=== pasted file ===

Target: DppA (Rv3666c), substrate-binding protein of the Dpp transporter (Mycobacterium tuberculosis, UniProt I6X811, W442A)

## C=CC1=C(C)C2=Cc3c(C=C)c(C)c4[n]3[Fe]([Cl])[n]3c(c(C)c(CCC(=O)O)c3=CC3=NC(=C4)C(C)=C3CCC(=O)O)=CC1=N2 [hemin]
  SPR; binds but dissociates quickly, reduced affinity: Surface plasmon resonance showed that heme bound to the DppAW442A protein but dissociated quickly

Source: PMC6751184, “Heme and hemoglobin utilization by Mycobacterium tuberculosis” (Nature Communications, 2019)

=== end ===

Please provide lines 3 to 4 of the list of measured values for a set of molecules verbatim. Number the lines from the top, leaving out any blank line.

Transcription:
  SPR; binds but dissociates quickly, reduced affinity: Surface plasmon resonance showed that heme bound to the DppAW442A protein but dissociated quickly

Source: PMC6751184, “Heme and hemoglobin utilization by Mycobacterium tuberculosis” (Nature Communications, 2019)